FBI: How to be an expert at the black art of cryptography

FBI, NSA employ cryptanalysis to prevent, solve crimes

Breaking written codes is seemingly a black art whose history dates back as long as people could write and wanted to keep secrets.  In the age of supercomputers and all manner of advanced technologies it's hard to imagine much cryptography expertise is still needed.  The FBI would tell you differently.

The FBI this week issued a release talking up its status as the world's premier cryptographic experts saying: "Breaking such codes is the FBI's Cryptanalysis and Racketeering Records Unit unique specialty. Despite the FBI's extensive use of state-of-the-art computer technology to gather intelligence, examine evidence, and help solve crimes, the need to manually break "pen and paper" codes remains a valuable-and necessary-weapon in the bureau's investigative arsenal."

More on career choices: Having a career year? 15 career issues you should know about

According to the FBI criminals who use cryptography-codes, ciphers, and concealed messages-are abundant. "Terrorists, gang members, inmates, drug dealers, violent lone offenders, and organized crime groups involved in gambling and prostitution use letters, numbers, symbols, and even invisible ink to encode messages in an attempt to hide illegal activity," the FBI stated.

So what does it take to become one of these cryptographic specialist, at the FBI anyway? A basic four-month training course and plenty of continuing education to learn the age-old patterns and techniques of code makers, the FBI says. 

Indeed the field of cryptanalysis remains a viable career choice.  Just this week the National Security Agency said it was looking to hire Cryptanalysts

Form the post: Cryptanalysis is the analytic investigation of an information system with the goal of illuminating hidden aspects of that system. It encompasses any systematic analysis aimed at discovering features in, understanding aspects of, or recovering hidden parameters from an information system. Cryptanalysis is one of the core technical disciplines necessary for the National Security Agency (NSA) to accomplish its mission and provide critical intelligence to the nation's leaders, and the need for Cryptanalysts will remain constant in our ever-changing global environment.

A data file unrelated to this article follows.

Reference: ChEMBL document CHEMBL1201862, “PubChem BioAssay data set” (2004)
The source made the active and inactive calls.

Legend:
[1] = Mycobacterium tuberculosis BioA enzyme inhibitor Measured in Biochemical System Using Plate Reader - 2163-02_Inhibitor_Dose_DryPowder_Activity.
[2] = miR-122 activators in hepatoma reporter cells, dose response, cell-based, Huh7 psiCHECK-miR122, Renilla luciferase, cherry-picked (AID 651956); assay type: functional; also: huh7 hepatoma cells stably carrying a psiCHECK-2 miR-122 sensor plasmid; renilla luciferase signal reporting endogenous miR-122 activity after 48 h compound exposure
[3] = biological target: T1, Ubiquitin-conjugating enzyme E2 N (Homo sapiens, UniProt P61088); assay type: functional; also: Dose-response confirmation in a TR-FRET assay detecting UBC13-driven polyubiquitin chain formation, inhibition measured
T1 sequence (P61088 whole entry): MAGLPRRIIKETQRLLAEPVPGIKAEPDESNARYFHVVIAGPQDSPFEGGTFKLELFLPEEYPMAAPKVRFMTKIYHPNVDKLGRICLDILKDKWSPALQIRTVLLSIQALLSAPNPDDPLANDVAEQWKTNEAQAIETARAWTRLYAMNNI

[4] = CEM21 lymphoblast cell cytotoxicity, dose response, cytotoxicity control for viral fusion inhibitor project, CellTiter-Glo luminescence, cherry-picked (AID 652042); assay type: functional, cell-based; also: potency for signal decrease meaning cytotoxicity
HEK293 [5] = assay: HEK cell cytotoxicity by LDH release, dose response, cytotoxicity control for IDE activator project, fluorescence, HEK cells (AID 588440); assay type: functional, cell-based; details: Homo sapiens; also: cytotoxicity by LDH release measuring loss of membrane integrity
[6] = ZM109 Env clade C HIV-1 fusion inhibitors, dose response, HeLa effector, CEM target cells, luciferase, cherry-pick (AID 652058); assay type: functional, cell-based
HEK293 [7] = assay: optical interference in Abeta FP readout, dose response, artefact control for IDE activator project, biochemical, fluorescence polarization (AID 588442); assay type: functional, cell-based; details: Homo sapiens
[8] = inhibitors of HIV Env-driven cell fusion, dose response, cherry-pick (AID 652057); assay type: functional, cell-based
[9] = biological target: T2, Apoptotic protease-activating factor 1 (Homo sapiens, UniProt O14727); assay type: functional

Almost anyone can learn basic code-breaking skills (see sidebar), but certain personality types seem best suited to the job, including those who like solving puzzles and who are determined and tenacious, said Dan Olson, chief of Cryptanalysis and Racketeering Records Unit, which is part of the FBI's Laboratory Division.

According to the FBI, breaking any code involves four basic steps:

1. determining the language used;

2. determining the system used;

3. reconstructing the key; and

4. reconstructing the plaintext.

Consider this cipher: Nffu nf bu uif qbsl bu oppo.

Now apply the four steps:

1. Determining the language allows you to compare the cipher text to the suspected language. Our cryptanalysts usually start with English.

2. Determining the system: Is this cipher using rearranged words, replaced words, or perhaps letter substitution? In this case, it's letter substitution.

3. Reconstructing the key: This step answers the question of how the code maker changed the letters. In our example, every character shifted one letter to the right in the alphabet.

4. Reconstructing the plaintext: By applying the key from the previous step, you now have a solution: Meet me at the park at noon.

Follow Michael Cooney on Twitter: nwwlayer8  

Layer 8 Extra

Check out these other hot stories:

US slowly, very slowly oozes rare earth assault

NASA star-gazer satellite recovers from 144-hour network glitch

Google Voice gets into Sprint Mobile phones

Gigantic changes keep space technology hot

NASA satellite goes where no other spacecraft has gone before: Mercury orbit

NASA satellite snaps rare cloud-free emerald Ireland

FTC wins largest civil penalty on nasty debt collector: $2.8M

Time travel theory may find home in Large Hadron Collider

DHS chief Napolitano: Algorithms a big key in security, Big Data puzzle

FTC to take a closer look at debt collectors' use of high-tech tools

20 hot IT security issues

NASA eyes prototype system to control drones in national airspace

Lights, camera, Big Blue: IBM going Hollywood for 100th birthday

Join the Network World communities on Facebook and LinkedIn to comment on topics that are top of mind.

Copyright © 2011 IDG Communications, Inc.